Trump to Puerto Rico: drop dead

Trump is also bullying Puerto Rico again, because why wouldn’t you bully 3 million people on an island devastated by a hurricane? What’s it all for if you can’t have that kind of fun?

President Trump suggested again on Thursday that Puerto Rico bore some of the blame for its current crisis following twin hurricanes, and warned that there were limits to how long he would keep troops and federal emergency workers on the island to help.

Mr. Trump, who has been criticized for a slow and not always empathetic response to the storms that ravaged the United States territory, sounded off in a series of early-morning Twitter posts. Angry about the criticism, he has sought to refocus blame to where he believes it belongs — the leadership of the island itself, which in his view mismanaged its affairs long before the winds blew apart its infrastructure.

“‘Puerto Rico survived the Hurricanes, now a financial crisis looms largely of their own making.’ says Sharyl Attkisson,” he wroteciting the host of a public affairs show on Sinclair Broadcast Group television stations. “A total lack of accountability say the Governor. Electric and all infrastructure was disaster before hurricanes. Congress to decide how much to spend. We cannot keep FEMA, the Military & the First Responders, who have been amazing (under the most difficult circumstances) in P.R. forever!”

Yeah yeah yeah – but really it’s because they’re brown and Spanish-speaking. He can’t be doing with people who aren’t pale and English-speaking.

While some sort of normalcy has been restored in San Juan, residents of the more isolated interior municipalities were still struggling with a precarious health situation and problems with aid distribution. Although 86 percent of supermarkets are now open, the government could not ensure that they were fully stocked with food and water.

Despite Mr. Trump’s tweets, administration officials said the federal government would be helping Puerto Rico recover from storm damage for years. The Federal Emergency Management Agency posted its own message on Twitter: “.@FEMA will be w/Puerto Rico, USVI, every state, territory impacted by a disaster every day, supporting throughout their response & recovery.”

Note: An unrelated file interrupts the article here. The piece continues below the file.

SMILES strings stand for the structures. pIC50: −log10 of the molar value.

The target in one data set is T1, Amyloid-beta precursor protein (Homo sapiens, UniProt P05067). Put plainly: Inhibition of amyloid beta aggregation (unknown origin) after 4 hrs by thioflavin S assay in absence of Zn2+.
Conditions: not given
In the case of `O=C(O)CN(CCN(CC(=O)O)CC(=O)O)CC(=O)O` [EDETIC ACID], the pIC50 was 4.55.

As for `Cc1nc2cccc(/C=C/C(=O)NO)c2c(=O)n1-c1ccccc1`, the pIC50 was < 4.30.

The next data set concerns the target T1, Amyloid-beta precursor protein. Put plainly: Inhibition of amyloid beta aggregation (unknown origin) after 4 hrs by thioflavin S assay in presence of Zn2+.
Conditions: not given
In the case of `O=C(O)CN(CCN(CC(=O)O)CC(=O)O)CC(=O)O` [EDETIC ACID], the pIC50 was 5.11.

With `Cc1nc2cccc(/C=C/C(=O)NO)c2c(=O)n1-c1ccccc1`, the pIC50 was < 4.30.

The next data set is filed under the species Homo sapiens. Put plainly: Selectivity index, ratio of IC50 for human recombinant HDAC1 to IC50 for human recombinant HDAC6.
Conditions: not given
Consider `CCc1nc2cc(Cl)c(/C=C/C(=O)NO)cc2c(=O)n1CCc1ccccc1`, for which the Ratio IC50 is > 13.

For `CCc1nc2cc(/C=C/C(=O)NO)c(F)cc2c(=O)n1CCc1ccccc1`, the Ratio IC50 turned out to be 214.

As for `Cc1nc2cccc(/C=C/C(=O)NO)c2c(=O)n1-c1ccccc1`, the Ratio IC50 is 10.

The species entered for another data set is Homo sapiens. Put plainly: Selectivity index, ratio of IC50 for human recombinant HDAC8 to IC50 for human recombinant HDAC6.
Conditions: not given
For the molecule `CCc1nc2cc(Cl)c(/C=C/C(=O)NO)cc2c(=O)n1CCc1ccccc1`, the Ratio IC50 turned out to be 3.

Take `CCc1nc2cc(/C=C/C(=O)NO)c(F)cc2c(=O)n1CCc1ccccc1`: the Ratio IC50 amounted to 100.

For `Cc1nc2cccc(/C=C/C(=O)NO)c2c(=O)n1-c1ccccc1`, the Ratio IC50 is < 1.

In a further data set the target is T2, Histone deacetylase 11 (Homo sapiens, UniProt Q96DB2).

It’s a fine thing when FEMA has to correct a president who claims we’re going to abandon people in peril after a hurricane.

Other agencies were committed to long-term efforts as well. The United States Army Corps of Engineers, for example, is helping rebuild the electrical grid badly damaged by the storm, a construction effort that could take years. In addition, other agencies helping in recovery efforts, like the Coast Guard and Customs and Border Protection, have a permanent presence on the island and are unlikely to go anywhere.

As for Mr. Trump’s assertion that he could not keep “first responders” on the island forever, one official called it nonsense. Such responders include police officers, firefighters and paramedics from localities around the United States who are not under the control of the president.

Well maybe Trump can pass some kind of emergency decree to get them all sent home.

Mr. Trump’s tweets left his advisers in the awkward position of trying to explain what he meant or distancing themselves from his apparent meaning. At a House hearing on Thursday, Ben Carson, the secretary of housing and urban development, seemed deeply uncomfortable under questioning from Representative Maxine Waters of California, a Democrat who pressed him on whether he agreed with the president.

“So you don’t agree that it should be abandoned, is that right?” she asked.

“Of course it should not be abandoned,” he replied.

“Should they be shamed for its own plight?” she asked.

“I don’t think it is beneficial to go around shaming people in general,” he said.

Tell your boss.

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